7

From reading a selection of writings by Marx, I have come to understand the following three as the core elements of Marxian economics. The labour theory of value. It asserts that the exchange value of a commodity $x$ (what quantities of $x$ that can be exchanged for another commodity) is determined by that labour time which is socially necessary to produce ...


5

Material capital is any durable good that is used as a factor of production and, by virtue of being durable, it is gradually consumed in production over a maximum possible duration of a length that is determined by (i) how much a unit of capital is used and (ii) the depreciation rate of a unit of capital. Capital forms by labor and savings (which is in ...


5

Marx is indeed an influential classical economist, however he added almost nothing to economics as a discipline. His theories of labor value, exploitation and modes of production were all articulated before him, which he acknowledged. What he did do was systematize and popularize these theories as scientific. Marx was closer to Malthus than to Smith in terms ...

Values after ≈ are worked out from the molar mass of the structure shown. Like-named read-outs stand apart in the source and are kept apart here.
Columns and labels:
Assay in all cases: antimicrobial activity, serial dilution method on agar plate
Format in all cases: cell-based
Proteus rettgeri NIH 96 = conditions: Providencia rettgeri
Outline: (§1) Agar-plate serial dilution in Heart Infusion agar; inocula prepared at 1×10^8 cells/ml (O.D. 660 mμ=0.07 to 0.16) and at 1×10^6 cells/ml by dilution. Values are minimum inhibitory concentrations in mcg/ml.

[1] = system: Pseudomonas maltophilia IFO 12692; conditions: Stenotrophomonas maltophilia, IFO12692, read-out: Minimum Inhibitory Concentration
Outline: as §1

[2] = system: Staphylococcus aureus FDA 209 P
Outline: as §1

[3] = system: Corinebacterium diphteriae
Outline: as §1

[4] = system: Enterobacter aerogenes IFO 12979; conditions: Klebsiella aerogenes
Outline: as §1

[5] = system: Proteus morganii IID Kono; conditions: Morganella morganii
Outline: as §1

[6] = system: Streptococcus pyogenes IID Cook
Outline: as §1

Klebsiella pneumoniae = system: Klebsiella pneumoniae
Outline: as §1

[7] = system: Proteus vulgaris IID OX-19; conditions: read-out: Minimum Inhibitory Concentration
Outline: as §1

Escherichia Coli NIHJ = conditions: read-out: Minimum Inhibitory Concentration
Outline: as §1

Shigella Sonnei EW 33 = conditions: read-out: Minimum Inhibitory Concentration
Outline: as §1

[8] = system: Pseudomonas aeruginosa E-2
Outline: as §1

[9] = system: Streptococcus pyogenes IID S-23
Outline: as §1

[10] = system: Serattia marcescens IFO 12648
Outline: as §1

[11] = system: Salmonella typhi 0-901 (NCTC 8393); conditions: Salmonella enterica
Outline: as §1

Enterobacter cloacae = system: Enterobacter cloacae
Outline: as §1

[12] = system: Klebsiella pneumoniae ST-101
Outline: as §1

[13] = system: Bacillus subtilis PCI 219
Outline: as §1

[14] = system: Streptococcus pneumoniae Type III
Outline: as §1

5

"I have read that the Labour Theory of Value holds that the value of a good or service is determined by the total amount of labour involved in its production." That would be Adam Smith's version of the LTV, which according to him only holds in pre-capitalist societies. Karl Marx's version is thus: the value of a good or service is determined by the total ...


5

Here are some comments on Marx from people who can certainly not be called marxists. If Karl Marx and V. I. Lenin were alive today, they would be leading contenders for the Nobel Prize in economics. Marx predicted the growing misery of working people, and Lenin foresaw the subordination of the production of goods to financial capital’s accumulation ...